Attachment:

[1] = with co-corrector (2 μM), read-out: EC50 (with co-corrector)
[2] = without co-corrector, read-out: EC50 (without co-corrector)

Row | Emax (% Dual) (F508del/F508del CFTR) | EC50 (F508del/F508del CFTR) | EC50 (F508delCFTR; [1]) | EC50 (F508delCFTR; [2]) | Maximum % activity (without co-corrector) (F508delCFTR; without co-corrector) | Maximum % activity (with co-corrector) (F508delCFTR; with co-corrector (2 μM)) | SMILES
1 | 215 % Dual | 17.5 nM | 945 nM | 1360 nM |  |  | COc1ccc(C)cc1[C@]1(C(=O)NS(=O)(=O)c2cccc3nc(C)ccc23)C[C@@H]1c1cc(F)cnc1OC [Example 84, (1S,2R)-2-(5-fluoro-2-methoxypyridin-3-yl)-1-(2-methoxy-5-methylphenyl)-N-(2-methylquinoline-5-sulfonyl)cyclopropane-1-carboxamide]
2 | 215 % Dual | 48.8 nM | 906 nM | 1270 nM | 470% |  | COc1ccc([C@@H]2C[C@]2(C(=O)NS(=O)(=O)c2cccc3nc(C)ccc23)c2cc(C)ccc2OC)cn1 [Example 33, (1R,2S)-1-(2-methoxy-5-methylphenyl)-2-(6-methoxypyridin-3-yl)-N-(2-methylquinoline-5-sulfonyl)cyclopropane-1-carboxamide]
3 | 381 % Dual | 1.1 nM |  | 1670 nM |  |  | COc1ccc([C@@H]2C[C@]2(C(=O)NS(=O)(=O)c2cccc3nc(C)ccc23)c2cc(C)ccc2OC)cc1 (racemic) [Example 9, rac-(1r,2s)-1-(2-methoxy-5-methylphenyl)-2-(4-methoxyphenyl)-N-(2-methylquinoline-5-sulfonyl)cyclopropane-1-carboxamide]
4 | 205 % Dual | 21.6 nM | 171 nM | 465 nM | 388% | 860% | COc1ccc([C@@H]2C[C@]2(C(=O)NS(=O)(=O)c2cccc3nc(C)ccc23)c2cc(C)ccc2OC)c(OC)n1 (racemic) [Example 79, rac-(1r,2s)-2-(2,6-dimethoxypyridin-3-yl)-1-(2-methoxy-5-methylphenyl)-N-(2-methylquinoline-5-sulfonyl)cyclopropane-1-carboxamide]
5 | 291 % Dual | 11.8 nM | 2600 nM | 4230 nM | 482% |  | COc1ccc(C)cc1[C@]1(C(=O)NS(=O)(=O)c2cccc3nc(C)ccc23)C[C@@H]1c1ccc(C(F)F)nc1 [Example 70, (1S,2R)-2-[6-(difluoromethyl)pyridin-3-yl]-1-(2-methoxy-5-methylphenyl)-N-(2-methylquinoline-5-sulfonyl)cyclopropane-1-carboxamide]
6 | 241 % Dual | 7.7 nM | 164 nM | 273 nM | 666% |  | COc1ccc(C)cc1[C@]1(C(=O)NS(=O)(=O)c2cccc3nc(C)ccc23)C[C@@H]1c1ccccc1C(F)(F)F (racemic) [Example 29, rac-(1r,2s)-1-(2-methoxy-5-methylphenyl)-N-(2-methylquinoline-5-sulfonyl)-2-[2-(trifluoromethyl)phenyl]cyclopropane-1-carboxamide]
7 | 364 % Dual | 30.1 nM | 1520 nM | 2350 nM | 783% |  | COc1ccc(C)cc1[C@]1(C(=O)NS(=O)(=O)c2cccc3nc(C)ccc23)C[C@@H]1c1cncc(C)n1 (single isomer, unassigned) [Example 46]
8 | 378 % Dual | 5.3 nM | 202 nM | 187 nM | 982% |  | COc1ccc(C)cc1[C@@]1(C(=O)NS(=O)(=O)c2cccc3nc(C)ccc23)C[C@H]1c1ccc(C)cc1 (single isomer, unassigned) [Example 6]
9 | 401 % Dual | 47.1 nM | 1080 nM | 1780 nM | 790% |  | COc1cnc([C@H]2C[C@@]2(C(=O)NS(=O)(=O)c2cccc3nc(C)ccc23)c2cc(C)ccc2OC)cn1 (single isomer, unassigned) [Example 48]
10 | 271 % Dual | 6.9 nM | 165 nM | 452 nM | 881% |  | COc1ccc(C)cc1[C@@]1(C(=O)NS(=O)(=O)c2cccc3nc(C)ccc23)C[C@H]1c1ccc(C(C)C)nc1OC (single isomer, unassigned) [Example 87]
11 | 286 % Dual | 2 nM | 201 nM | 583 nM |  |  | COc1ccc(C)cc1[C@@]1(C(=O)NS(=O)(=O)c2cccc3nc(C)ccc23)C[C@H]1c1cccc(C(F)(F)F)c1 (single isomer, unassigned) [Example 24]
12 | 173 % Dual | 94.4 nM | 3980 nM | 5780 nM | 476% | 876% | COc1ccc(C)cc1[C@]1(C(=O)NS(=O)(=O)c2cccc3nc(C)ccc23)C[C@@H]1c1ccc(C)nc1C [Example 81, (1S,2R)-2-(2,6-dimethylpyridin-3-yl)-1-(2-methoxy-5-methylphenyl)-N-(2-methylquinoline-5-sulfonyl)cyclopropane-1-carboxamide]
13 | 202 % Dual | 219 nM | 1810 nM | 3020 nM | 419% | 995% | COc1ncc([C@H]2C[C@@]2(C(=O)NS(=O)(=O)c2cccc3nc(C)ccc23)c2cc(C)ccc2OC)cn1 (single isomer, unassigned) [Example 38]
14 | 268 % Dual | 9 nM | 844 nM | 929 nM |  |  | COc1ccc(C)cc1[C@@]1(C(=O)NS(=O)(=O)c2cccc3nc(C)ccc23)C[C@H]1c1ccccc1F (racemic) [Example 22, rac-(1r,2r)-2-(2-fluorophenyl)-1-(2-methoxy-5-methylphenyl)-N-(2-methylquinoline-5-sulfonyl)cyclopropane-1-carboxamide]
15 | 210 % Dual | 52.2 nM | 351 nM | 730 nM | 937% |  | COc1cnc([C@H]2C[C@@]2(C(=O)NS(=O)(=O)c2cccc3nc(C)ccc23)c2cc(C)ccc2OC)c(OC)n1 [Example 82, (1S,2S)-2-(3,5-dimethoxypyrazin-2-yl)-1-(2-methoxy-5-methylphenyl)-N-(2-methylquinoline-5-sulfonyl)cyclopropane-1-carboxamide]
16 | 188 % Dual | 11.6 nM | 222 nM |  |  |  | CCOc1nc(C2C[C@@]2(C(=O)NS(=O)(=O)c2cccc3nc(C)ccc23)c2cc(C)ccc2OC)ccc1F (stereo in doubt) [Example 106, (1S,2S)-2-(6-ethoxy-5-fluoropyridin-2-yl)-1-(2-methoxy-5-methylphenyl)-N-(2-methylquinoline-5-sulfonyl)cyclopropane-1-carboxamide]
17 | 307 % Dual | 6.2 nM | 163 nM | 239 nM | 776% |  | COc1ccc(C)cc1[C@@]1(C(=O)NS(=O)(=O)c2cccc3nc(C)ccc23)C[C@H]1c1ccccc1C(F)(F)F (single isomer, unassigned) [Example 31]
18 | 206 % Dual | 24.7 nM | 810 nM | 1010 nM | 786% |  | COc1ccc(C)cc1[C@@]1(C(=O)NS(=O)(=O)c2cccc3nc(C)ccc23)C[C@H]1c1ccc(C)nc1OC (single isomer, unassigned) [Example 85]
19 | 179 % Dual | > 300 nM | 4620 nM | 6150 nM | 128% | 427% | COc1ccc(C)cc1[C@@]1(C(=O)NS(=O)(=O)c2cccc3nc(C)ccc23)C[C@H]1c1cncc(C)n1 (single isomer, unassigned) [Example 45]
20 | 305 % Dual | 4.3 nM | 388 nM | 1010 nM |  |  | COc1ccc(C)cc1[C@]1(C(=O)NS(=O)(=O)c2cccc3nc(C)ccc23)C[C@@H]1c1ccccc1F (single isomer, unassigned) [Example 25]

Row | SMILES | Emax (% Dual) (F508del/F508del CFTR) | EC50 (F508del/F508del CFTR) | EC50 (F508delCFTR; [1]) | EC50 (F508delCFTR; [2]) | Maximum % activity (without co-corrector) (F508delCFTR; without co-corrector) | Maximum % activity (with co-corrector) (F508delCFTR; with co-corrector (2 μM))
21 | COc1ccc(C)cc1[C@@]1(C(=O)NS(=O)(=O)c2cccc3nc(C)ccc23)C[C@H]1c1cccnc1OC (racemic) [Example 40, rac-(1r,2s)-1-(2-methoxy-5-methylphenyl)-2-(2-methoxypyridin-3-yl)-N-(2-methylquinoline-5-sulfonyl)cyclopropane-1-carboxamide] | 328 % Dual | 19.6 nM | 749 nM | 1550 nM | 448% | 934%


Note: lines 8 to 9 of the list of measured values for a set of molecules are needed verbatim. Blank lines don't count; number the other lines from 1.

5 | 291 % Dual | 11.8 nM | 2600 nM | 4230 nM | 482% |  | COc1ccc(C)cc1[C@]1(C(=O)NS(=O)(=O)c2cccc3nc(C)ccc23)C[C@@H]1c1ccc(C(F)F)nc1 [Example 70, (1S,2R)-2-[6-(difluoromethyl)pyridin-3-yl]-1-(2-methoxy-5-methylphenyl)-N-(2-methylquinoline-5-sulfonyl)cyclopropane-1-carboxamide]
6 | 241 % Dual | 7.7 nM | 164 nM | 273 nM | 666% |  | COc1ccc(C)cc1[C@]1(C(=O)NS(=O)(=O)c2cccc3nc(C)ccc23)C[C@@H]1c1ccccc1C(F)(F)F (racemic) [Example 29, rac-(1r,2s)-1-(2-methoxy-5-methylphenyl)-N-(2-methylquinoline-5-sulfonyl)-2-[2-(trifluoromethyl)phenyl]cyclopropane-1-carboxamide]